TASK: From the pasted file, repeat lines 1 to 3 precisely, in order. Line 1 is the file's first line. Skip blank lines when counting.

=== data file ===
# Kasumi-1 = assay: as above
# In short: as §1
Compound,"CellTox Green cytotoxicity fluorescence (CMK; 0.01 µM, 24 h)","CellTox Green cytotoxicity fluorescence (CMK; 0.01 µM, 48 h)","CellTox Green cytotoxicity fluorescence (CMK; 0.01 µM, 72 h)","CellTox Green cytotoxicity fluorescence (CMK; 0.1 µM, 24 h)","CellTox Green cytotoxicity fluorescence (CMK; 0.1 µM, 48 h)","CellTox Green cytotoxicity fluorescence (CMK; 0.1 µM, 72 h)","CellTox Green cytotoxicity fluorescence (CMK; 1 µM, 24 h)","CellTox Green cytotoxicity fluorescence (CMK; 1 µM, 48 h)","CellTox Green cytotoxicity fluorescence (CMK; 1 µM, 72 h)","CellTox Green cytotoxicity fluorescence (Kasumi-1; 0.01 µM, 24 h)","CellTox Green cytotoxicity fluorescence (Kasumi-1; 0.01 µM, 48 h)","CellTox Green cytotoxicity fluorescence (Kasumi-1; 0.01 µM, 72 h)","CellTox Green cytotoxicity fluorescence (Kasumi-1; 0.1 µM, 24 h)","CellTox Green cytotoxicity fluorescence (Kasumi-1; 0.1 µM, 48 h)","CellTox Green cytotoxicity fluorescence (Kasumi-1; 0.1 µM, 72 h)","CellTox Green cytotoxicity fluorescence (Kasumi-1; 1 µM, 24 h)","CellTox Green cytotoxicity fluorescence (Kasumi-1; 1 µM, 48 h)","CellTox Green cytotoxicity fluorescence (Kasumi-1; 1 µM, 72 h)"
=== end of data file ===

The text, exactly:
# Kasumi-1 = assay: as above
# In short: as §1
Compound,"CellTox Green cytotoxicity fluorescence (CMK; 0.01 µM, 24 h)","CellTox Green cytotoxicity fluorescence (CMK; 0.01 µM, 48 h)","CellTox Green cytotoxicity fluorescence (CMK; 0.01 µM, 72 h)","CellTox Green cytotoxicity fluorescence (CMK; 0.1 µM, 24 h)","CellTox Green cytotoxicity fluorescence (CMK; 0.1 µM, 48 h)","CellTox Green cytotoxicity fluorescence (CMK; 0.1 µM, 72 h)","CellTox Green cytotoxicity fluorescence (CMK; 1 µM, 24 h)","CellTox Green cytotoxicity fluorescence (CMK; 1 µM, 48 h)","CellTox Green cytotoxicity fluorescence (CMK; 1 µM, 72 h)","CellTox Green cytotoxicity fluorescence (Kasumi-1; 0.01 µM, 24 h)","CellTox Green cytotoxicity fluorescence (Kasumi-1; 0.01 µM, 48 h)","CellTox Green cytotoxicity fluorescence (Kasumi-1; 0.01 µM, 72 h)","CellTox Green cytotoxicity fluorescence (Kasumi-1; 0.1 µM, 24 h)","CellTox Green cytotoxicity fluorescence (Kasumi-1; 0.1 µM, 48 h)","CellTox Green cytotoxicity fluorescence (Kasumi-1; 0.1 µM, 72 h)","CellTox Green cytotoxicity fluorescence (Kasumi-1; 1 µM, 24 h)","CellTox Green cytotoxicity fluorescence (Kasumi-1; 1 µM, 48 h)","CellTox Green cytotoxicity fluorescence (Kasumi-1; 1 µM, 72 h)"